Step: pre-processing or post-processing (but if using aggressive minification, post-processing only so member names are minified the same way across the cartridge)

Example

function demo_app.instantiate_gamestates() -- override
  return {main_menu(), debug_demo(), input_demo(), render_demo()}
end

function demo_app.on_pre_start() -- override
end

function demo_app.on_post_start() -- override
  -- enable mouse devkit
  input:toggle_mouse(true)
  ui:set_cursor_sprite_data(visual_data.sprites.cursor)
end

function demo_app.on_reset() -- override
  ui:set_cursor_sprite_data(nil)
end

becomes

function n.o()return{i(),j(),k(),l()}end
function n.p()end
function n.q()g:r(true)h:s(m.t.u)end
function n.v()h:s(nil)end

Implementation example

There is not much to do since it's already in the Luamin package, which you can get using "npm install/update" (see package.json).

However, if you're working on an actual .p8 cartridge rather than pure Lua code, you may want to extract the lua section, minify it and reinject it back. minify.py does precisely that (and also expands single-line "if(cond) effect").

Possible improvement on luamin for PICO-8

Only use lower characters to generate minified identifiers (see IDENTIFIER_PARTS in luamin.js). Otherwise, since PICO-8 auto-lowers characters when opening code in the integrated editor, it may cause variable conflicts ("Ab" becomes "ab" which may be another variable in scope) or even prevent cartridge from running ("Do" becomes "do" which is a keyword).

Debug code stripping

Multi-line

You can use whatever you want to flag debug code and remove it for the release build. However, you need some way to tell your pipeline that you are making a debug vs a release build.

On my projects, I use generic symbol-based preprocessing similar to the one in C# (or C++), but very much simplified. You define a set of symbols for your current build config (e.g. debug config defines ["assert", "log"], release config defines nothing). Then you surround parts you don't want in some build configs with special markers:

-- will be stripped in release
#if log
printh("Player hit!")
printh("Remaining HP: "..player.hp)
#endif

During build, any code surrounded by undefined symbols is stripped.

Of course, if you don't need one symbol per debug feature like me, you can just define "debug" for the debug config and surround all your debug code with "#if debug" and "#endif".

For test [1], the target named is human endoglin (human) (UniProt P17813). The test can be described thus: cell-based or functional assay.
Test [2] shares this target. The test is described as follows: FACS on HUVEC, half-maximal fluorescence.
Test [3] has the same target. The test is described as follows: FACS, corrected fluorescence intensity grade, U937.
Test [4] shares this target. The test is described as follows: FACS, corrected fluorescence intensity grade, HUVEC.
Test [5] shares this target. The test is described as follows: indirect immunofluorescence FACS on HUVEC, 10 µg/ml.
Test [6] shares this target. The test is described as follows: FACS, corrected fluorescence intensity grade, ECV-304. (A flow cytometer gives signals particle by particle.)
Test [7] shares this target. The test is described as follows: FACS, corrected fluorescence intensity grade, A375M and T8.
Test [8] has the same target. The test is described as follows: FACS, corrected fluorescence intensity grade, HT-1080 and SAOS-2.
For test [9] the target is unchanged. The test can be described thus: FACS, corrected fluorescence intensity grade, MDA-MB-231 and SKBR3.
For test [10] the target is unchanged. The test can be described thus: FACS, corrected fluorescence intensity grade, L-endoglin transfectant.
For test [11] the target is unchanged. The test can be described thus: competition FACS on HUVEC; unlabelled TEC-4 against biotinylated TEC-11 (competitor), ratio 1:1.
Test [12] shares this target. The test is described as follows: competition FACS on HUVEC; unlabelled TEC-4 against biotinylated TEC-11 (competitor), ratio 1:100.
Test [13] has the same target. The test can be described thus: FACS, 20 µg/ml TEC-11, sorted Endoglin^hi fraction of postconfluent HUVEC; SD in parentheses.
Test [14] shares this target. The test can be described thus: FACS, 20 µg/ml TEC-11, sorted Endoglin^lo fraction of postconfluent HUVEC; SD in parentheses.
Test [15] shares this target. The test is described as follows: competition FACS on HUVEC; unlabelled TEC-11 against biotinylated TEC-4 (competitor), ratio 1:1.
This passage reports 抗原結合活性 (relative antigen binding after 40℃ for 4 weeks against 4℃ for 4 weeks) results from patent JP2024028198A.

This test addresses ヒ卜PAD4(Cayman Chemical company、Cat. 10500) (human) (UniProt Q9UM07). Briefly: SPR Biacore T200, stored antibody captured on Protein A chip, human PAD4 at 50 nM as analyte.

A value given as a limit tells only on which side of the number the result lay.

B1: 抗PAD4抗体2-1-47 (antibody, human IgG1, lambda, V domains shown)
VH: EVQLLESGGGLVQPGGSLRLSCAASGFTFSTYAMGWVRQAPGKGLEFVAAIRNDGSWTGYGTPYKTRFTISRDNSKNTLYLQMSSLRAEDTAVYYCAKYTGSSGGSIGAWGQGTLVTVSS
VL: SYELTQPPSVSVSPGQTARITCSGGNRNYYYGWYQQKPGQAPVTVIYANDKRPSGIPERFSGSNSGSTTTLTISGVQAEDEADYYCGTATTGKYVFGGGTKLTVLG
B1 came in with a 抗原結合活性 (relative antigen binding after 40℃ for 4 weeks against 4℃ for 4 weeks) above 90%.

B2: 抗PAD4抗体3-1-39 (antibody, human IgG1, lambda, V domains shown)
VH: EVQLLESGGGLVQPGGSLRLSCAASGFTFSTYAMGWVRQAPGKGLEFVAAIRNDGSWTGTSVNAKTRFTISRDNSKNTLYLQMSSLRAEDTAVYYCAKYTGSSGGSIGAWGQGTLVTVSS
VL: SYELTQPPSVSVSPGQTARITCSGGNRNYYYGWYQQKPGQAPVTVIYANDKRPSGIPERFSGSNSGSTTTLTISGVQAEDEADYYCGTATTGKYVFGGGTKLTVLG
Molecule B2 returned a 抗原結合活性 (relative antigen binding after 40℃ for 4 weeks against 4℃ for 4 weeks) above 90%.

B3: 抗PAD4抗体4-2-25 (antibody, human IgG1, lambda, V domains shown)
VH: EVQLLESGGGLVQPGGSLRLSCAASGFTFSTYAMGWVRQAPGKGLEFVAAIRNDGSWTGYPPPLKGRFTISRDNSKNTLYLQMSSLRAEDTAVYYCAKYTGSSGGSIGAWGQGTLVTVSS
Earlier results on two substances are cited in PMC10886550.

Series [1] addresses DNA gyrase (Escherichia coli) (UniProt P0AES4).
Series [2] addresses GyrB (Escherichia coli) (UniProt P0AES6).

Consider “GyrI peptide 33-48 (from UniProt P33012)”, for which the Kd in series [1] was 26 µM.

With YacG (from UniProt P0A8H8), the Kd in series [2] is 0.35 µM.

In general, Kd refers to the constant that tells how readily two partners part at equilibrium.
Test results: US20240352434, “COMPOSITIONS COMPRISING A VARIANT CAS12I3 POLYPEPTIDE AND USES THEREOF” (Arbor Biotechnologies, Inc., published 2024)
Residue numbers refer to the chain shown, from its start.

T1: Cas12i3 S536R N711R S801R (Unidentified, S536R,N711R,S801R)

Step: pre-processing or post-processing, but recommend pre-processing to make core build faster, as there would be less code to assemble

Example

#if assert
assert(damage > 0)
#endif

player.hp = player.hp - damage

#if log
printh("Player hit!")
printh("Remaining HP: "..player.hp)
#endif

becomes in release config:

player.hp = player.hp - damage

Single-line

For single-line, you can write a simple parser that strips line calling certain functions.

For instance, I strip all single-line "assert(...)" calls if the "assert" symbol is not defined. It means that in the example above, I don't even need the "#if assert" anymore. It's very convenient when you have many logs and assertions. But multi-line stripping is still useful for more complex behaviors.

Step: same as multi-line

Example

assert(damage > 0)

player.hp = player.hp - damage

log("Player hit!")
log("Remaining HP: "..player.hp)

becomes in release config:

player.hp = player.hp - damage

Implementation example

See both multi-line and single-line stripping in preprocess.py

It also contains a reversed stripping tag "--[[#pico8" and "--#pico8]]" that comments out the code until it is built into a cartridge; but that's only useful if you run unit tests in pure Lua.

Going further

If your game has a lot of text, string compression is your next step. You can make your own, or check out a tool like p8advent (also see post which mentions alternative).

Also, if you're interested in the full build pipeline I use, check out the generic build script and the demo project script using the former.

P#72970 2020-02-10 20:48 ( Edited 2020-02-10 21:01)

When printing with no coordinate arguments, text is printed on the next line after the last prompt position. In addition, when the bottom of the screen is reached, all previous graphics are moved upward.

It is also possible to print multiple lines at once, and when printed at the bottom, it will also move all previous graphics from multiple lines.

However, the lines after the 1st one won't be printed correctly. The 2nd line's bottom half will be hidden, and the lines after that will be invisible.

Reproduction:

  1. Start PICO-8
  2. Enter print("1\n2\n3")
  3. Repeat until prompt reaches the bottom of the screen
  4. Repeat. From then on, "2" will be cut and "3" will be invisible.

Note:

This also applies to Lua multiline strings using [[ ]], [==[ ]==], etc. instead of "\n".

P#60412 2018-12-28 14:47